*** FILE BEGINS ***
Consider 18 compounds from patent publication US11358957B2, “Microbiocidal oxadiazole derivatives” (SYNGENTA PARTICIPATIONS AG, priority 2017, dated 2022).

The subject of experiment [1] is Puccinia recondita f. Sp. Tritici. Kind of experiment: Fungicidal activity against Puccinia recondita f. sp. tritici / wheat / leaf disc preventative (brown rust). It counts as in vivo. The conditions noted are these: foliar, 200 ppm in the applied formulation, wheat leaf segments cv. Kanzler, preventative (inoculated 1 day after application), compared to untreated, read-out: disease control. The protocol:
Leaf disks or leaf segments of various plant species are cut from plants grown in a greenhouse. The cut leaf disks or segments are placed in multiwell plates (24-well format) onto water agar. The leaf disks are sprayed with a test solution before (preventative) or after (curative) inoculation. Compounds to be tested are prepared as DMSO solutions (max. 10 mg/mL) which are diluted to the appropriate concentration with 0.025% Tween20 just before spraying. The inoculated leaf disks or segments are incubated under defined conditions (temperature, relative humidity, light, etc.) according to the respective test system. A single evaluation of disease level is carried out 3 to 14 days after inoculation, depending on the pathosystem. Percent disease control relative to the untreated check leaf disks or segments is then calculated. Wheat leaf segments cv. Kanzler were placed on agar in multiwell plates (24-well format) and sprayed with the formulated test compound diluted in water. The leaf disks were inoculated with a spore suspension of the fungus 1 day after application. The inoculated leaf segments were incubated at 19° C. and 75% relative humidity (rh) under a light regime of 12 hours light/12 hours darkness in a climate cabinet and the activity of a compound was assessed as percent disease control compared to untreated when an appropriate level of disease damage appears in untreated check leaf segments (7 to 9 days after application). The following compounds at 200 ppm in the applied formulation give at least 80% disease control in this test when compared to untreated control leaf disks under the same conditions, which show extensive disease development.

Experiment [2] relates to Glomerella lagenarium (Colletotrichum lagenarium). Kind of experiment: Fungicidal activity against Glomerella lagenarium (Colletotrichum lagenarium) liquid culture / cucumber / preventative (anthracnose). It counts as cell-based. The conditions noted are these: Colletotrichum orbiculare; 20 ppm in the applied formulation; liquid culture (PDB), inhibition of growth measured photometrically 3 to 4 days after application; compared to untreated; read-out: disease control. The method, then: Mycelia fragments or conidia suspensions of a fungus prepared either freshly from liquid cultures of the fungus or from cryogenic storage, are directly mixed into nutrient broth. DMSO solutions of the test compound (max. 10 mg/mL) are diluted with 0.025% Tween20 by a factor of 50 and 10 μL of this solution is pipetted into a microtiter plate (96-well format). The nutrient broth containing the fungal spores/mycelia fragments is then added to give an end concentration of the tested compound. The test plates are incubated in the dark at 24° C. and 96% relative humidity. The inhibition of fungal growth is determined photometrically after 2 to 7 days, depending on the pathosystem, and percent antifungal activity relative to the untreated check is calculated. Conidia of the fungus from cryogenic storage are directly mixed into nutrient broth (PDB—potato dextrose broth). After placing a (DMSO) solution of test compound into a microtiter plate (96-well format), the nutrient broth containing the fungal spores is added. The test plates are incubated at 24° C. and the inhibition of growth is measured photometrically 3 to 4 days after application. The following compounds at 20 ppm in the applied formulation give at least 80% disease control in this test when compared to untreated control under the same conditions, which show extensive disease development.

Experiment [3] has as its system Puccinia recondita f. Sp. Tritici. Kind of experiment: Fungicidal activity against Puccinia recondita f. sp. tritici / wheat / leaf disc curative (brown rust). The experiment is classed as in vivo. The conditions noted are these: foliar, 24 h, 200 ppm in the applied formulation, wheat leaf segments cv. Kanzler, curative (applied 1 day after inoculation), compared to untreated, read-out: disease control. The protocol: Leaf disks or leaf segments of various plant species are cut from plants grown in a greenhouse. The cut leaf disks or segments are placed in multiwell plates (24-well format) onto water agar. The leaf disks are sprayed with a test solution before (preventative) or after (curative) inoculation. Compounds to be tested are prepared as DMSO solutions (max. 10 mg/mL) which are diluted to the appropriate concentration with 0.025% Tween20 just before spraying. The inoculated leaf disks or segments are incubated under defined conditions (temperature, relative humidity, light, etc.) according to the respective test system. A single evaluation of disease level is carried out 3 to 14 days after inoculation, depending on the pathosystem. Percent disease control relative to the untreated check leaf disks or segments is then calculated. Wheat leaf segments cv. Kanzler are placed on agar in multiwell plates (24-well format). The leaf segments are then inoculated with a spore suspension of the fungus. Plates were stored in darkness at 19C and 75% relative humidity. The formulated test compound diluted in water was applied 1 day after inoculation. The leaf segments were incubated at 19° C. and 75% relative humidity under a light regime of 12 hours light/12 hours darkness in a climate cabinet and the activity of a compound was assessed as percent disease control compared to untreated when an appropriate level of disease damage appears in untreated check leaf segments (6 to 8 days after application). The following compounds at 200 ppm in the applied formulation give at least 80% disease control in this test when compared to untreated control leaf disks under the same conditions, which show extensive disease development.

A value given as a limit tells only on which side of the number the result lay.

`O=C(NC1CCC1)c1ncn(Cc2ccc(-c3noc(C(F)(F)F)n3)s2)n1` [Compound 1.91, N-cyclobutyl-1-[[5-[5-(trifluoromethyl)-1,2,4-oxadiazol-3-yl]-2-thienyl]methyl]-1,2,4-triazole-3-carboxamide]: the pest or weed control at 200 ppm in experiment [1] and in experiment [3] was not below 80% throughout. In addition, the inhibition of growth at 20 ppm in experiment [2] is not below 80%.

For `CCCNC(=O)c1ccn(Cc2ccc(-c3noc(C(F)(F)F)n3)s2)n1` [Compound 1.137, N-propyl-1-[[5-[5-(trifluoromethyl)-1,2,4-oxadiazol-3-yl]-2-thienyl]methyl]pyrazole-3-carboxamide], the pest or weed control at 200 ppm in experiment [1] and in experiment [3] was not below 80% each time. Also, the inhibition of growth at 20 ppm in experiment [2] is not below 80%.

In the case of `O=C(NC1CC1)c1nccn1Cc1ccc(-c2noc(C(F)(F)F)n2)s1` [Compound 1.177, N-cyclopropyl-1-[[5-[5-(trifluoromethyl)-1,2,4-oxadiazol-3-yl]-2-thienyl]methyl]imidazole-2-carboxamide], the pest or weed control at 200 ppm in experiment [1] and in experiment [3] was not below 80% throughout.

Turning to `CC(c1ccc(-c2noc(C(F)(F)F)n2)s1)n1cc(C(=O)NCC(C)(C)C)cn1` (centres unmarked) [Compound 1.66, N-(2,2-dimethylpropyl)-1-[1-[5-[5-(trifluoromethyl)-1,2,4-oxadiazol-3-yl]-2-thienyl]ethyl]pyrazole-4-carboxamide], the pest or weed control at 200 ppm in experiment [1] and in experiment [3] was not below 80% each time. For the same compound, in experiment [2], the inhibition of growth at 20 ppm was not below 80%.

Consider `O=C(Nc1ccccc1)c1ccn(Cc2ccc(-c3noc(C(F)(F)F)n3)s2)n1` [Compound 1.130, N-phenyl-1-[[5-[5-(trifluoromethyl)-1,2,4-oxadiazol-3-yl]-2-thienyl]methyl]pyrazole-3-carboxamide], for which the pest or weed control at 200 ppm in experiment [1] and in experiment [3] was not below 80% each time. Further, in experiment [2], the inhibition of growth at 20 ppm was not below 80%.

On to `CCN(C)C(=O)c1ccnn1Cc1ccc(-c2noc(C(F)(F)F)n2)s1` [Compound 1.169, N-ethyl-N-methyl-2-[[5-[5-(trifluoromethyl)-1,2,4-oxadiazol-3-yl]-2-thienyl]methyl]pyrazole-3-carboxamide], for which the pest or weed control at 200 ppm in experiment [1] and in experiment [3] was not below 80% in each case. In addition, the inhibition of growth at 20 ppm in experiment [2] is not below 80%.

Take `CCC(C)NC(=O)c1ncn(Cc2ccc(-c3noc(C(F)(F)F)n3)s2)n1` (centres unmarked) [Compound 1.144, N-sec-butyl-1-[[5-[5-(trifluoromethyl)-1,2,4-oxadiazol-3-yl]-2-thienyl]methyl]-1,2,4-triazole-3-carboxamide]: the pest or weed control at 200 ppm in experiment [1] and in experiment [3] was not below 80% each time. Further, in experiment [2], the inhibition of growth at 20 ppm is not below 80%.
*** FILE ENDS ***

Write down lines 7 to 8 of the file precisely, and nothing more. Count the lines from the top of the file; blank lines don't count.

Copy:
`O=C(NC1CCC1)c1ncn(Cc2ccc(-c3noc(C(F)(F)F)n3)s2)n1` [Compound 1.91, N-cyclobutyl-1-[[5-[5-(trifluoromethyl)-1,2,4-oxadiazol-3-yl]-2-thienyl]methyl]-1,2,4-triazole-3-carboxamide]: the pest or weed control at 200 ppm in experiment [1] and in experiment [3] was not below 80% throughout. In addition, the inhibition of growth at 20 ppm in experiment [2] is not below 80%.

For `CCCNC(=O)c1ccn(Cc2ccc(-c3noc(C(F)(F)F)n3)s2)n1` [Compound 1.137, N-propyl-1-[[5-[5-(trifluoromethyl)-1,2,4-oxadiazol-3-yl]-2-thienyl]methyl]pyrazole-3-carboxamide], the pest or weed control at 200 ppm in experiment [1] and in experiment [3] was not below 80% each time. Also, the inhibition of growth at 20 ppm in experiment [2] is not below 80%.